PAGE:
- Doctors’ earnings are picking up again after stagnating at the start of the COVID-19 pandemic and falling in many cases as practices closed and patients stayed at home, a new study said Physician Compensation Report by Medscape. Salary increases by specialty ranged from 13% for otolaryngology to 1% for critical care.
- Earnings rose in more than two dozen areas of expertise in the report, a first since the medical information site began publishing its compensation survey 11 years ago, although the broad-based strength may reflect some year-over-year catch-up. The 2022 report also showed that gender and racial and ethnic differences persist.
- Overall, doctors earned an average of $339,000 last year, specialists $368,000, and primary care physicians $260,000, according to Medscape. Total compensation includes salary, bonuses, and profit-sharing for salaried physicians, and earnings after taxes and deductible operating expenses before income tax for self-employed physicians.
Although not every doctor’s salary improves every year, the Medscape survey found that in general Doctors’ incomes were at one pitch increased by a total of 29% since 2015. This includes a 33% increase for GPs over the last seven years and a 30% increase for specialists.
The poll conducted 5 Oct to 19 Jan, Echoes findings from a similar compensation review from medical network Doximity, where doctors reported their paychecks increased 3.8% overall from 2020 to 2021, up from a 1.5% increase a year earlier.
Still 21% of doctors in the Medscape survey saw their income in the last period has decreased compared to the previous year. Most respondents (70%) attributed the drop in wages to pandemic-related factors, including job losses, reduced working hours or reduced patient traffic, while 44% linked their drop in earnings to issues unrelated to COVID-19. In the first year of the pandemic, 92% said the public health emergency impacted their income.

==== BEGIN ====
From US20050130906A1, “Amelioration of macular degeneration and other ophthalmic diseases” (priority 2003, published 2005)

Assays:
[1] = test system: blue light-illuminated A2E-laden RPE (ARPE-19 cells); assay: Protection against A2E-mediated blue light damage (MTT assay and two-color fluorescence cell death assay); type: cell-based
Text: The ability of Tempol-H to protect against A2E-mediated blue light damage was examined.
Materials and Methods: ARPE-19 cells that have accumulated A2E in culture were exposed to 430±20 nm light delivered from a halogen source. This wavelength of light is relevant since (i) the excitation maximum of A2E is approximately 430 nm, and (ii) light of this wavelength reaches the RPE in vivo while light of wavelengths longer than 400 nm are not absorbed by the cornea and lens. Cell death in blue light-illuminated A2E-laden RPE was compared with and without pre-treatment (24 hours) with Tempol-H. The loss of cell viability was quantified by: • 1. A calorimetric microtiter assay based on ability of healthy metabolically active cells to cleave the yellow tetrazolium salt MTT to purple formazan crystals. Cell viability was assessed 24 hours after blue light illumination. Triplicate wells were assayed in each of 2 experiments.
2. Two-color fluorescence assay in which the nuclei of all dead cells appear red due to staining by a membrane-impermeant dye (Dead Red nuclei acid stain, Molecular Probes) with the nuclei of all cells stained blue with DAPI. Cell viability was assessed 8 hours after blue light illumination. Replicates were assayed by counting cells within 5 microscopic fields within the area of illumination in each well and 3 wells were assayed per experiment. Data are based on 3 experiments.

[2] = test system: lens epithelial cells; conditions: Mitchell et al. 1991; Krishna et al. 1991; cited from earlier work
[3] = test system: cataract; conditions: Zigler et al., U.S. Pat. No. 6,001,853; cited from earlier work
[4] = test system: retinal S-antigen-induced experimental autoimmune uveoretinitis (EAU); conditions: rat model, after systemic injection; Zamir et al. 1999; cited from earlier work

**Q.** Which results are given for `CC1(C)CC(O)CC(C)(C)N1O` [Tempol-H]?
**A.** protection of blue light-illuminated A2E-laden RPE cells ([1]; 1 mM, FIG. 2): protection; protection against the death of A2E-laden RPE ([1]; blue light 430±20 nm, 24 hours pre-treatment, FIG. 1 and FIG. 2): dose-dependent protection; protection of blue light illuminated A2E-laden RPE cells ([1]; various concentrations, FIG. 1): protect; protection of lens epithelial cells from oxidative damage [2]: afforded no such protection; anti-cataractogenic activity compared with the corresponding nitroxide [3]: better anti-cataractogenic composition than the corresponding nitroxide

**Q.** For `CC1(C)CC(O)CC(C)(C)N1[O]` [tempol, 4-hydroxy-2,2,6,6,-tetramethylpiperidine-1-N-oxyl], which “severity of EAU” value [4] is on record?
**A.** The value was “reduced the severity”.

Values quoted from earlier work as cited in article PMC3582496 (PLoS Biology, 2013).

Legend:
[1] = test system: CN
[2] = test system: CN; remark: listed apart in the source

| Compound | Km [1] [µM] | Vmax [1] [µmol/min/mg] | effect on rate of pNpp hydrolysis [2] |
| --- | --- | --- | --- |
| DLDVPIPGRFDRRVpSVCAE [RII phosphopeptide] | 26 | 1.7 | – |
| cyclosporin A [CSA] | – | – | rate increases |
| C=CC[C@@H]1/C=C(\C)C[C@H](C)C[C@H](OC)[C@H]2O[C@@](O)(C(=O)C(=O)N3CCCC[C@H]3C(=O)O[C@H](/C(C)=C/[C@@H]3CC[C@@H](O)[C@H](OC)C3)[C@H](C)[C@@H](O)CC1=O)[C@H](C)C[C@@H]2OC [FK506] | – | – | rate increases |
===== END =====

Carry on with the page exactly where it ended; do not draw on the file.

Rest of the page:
The analysis found that the wage gap between men and women in basic services has increased slightly over the past decade, even though overall wages have increased. Men earned an average of 25% more salary than women in this year’s survey, compared to 23% in 2012. But the gender gap among specialists, at 31%, is narrower than the 37% reported in 2017, possibly because more women are higher board-paying specialties, the report said.
Physicians of all racial and ethnic groups have seen their earnings increase over the past five years, but black, Hispanic and Asian American physicians lag their white counterparts at $313,000, $328,000 and $329,000, respectively, compared to $346,000.
The report also found that 36% of doctors took on side jobs to supplement their income, with 19% doing other medical-related work, 6% adding more hours to their main job, and 6% taking on non-medical jobs.
Of the various specialties captured in the Medscape survey, the highest-paying specialties were plastic surgery at $576,000, orthopedics at $557,000, cardiology at $490,000, ear, nose and throat at $469,000, and urology at $461,000. At the low end were Infectious Diseases at $260,000, Diabetes and Endocrinology at $257,000, Family Medicine at $255,000, Pediatrics at $244,000, and Public Health and Preventive Medicine at $243,000.
Orthopedic specialists received the largest awards this year, averaging $126,000, followed by specialists in ophthalmology, cardiology, gastroenterology and urology. At the lower end of the premiums were pediatricians, with an average premium of $28,000. Overall, 57% of the physicians surveyed received performance bonuses.